Scottish writer Iain Banks has died aged 59, two months after announcing he had terminal cancer, his family has said.
The author revealed in April he was suffering from terminal gall bladder cancer and was unlikely to live for more than a year.
Iain Banks was best known for his novels The Wasp Factory, The Crow Road and Complicity.
In a statement, Iain Banks’ publisher said he was “an irreplaceable part of the literary world”.
Little, Brown Book Group said the author was “one of the country’s best-loved novelists” for both his mainstream and science fiction books.
“Iain Banks’ ability to combine the most fertile of imaginations with his own highly distinctive brand of gothic humor made him unique,” the statement said.
After announcing his illness in April, Iain Banks asked his publishers to bring forward the release date of his latest novel, The Quarry, so he could see it on the shelves.
On Sunday, it was revealed the book – to be released on 20 June – would detail the physical and emotional strain of cancer.
It describes the final weeks of the life of a man in his 40s who has terminal cancer.
Iain Banks revealed he was some 87,000 words into writing the book when he was diagnosed with his own illness.
“I had no inkling. So it wasn’t as though this is a response to the disease or anything, the book had been kind of ready to go,” he said.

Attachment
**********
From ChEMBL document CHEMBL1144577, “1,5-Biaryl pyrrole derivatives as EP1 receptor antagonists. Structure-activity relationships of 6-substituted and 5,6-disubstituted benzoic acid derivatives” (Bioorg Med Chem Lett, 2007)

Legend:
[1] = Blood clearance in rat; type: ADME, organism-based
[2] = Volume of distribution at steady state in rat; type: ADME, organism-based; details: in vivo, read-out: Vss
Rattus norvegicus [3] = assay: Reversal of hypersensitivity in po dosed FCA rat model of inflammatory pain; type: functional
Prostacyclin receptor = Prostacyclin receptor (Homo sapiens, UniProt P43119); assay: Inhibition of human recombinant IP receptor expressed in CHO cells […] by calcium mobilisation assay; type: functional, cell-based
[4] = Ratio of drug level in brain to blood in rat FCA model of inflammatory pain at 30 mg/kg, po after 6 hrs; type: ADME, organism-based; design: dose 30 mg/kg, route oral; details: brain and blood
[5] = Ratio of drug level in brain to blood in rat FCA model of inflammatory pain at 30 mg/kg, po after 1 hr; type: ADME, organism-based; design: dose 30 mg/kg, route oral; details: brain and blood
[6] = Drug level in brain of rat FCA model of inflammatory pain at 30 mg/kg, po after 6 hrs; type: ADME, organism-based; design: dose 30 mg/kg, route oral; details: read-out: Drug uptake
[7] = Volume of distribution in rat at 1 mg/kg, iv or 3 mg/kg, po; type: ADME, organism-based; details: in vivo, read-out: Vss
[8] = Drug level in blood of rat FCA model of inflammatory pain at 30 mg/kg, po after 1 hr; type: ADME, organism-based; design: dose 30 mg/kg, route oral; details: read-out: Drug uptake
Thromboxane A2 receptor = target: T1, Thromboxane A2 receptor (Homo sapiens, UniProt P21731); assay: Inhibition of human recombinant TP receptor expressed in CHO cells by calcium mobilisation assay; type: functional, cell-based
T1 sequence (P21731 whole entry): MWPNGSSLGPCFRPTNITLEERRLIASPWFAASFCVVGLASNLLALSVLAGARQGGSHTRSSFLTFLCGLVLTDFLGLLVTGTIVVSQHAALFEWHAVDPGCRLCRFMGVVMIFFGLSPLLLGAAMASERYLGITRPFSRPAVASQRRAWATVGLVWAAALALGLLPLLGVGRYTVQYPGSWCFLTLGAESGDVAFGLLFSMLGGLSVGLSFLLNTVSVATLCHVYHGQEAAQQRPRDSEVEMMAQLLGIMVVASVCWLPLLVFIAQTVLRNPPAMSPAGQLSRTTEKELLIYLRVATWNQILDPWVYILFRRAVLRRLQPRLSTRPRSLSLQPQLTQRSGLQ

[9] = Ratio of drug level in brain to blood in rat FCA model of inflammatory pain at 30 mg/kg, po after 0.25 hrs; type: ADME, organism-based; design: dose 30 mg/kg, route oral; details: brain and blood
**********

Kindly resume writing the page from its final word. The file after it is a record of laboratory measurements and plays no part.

“And then 10,000 words from the end, as it turned out, I suddenly discovered that I had cancer.”
Little, Brown Book Group said the author was presented with finished copies of his last novel three weeks ago.
Iain Banks’ first novel, The Wasp Factory, was published in 1984 and was ranked as one of the best 100 books of the 20th Century in a 1997 poll conducted by book chain Waterstone’s and Channel 4.
The writer also penned sci-fi titles under the name Iain M. Banks. His most recent book, The Hydrogen Sonata, was released last year.
After announcing his illness, Iain Banks had described being “hugely moved” by the public support for him through his website.
“Still knocked out by the love and the depth of feeling coming from so many people; thank you, all of you,” he wrote on Banksophilia last month.